George Carlson, Umatilla Rock | Oil on Linen, 42 X 42 inches

Auction Block: Better Bidding

If the Western art world could be defined by one style of dance, it would be the Jitterbug. Think of something with a quick tempo. Get ready for some moves that keep you on your toes for the twists and turns that spontaneously swing in and out of the song. In the last quarter, the art market has shown surprisingly strong sales. Nationally, the last few months have delivered ups and downs in the economic news that have at once invigorated consumer spending and then quickly clamped down on growth. It’s enough to keep your head spinning if you don’t have a good partner in this quick-paced dance for the savvy collector.

In New York, Sotheby’s and Christie’s reported some record-breaking sales that bode well for smaller auction houses, museum events and the Western art genre’s overall profile. 

“The auction market for American art continued its climb today, with results just ahead of our December 2010 sales total,” said Eric Widing, head of American Paintings at Christie’s, in a press release summarizing his reaction to the $22,193,800 total sum for the Important American Paintings, Drawings and Sculpture auction on May 18, 2011. The sale included a western landscape from Guy Rose [1867 – 1925] Martin’s Point, Carmel, which sold at a realized price of $890,500, well above the $350,000 to $500,000 estimate; another landscape by Albert Bierstadt [1830 – 1902], Seal Rock, California, sold at the top of its estimated price at $794,500.

That same day at Sotheby’s American Indian Art auction, on May 18, 2011, a rare Oglala Sioux War Shirt sold for $2.7 million (buyer’s premium included). The beaded and fringed shirt once belonged to the celebrated Sioux Chief Black Bird, and sold to an anonymous donor, proving that the love for significant Indian artifacts is alive and well. That single lot made up more than half of the $4.8 million sale.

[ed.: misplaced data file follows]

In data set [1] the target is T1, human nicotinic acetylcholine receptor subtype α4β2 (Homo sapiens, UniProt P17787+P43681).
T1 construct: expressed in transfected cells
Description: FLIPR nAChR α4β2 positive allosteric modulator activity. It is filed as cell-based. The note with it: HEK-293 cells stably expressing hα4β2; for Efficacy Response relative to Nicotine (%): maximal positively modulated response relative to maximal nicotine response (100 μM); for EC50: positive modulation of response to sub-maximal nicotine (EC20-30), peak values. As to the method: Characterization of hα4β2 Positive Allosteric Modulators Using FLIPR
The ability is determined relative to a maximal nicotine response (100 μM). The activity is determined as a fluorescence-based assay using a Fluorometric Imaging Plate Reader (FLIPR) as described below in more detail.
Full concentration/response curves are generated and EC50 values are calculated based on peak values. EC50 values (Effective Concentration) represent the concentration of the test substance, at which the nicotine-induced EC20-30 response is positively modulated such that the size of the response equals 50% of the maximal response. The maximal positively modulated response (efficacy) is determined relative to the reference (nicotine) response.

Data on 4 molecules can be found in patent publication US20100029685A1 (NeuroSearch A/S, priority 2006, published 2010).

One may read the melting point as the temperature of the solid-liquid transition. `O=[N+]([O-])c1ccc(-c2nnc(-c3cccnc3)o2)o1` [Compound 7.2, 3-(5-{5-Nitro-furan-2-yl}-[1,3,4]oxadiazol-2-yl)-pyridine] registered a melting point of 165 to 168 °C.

The next day, Sotheby’s American Paintings, Drawings and Sculpture on May 19, 2011, achieved $27,124,125 in total sales. Significant to the Western art world is the new sales record set for deceased artist Ernest Blumenschein [1874 – 1960] for White Blanket and Blue Spruce, which brought $1.5 million, well over the estimated $900,000 and four times the previous record for this artist set at a 1998 Sotheby’s auction. Additionally, Walter Ufer’s After the Chapel Hour sold above its high estimate for $818,500.

These numbers prove there is a slight upswing for the American art market. Other figures from regional sales and auctions add to this growth, but in this economic climate, it’s challenging to keep up with the dance.

38th Annual Prix de West Invitational Art Exhibition and Sale | June 11, 2011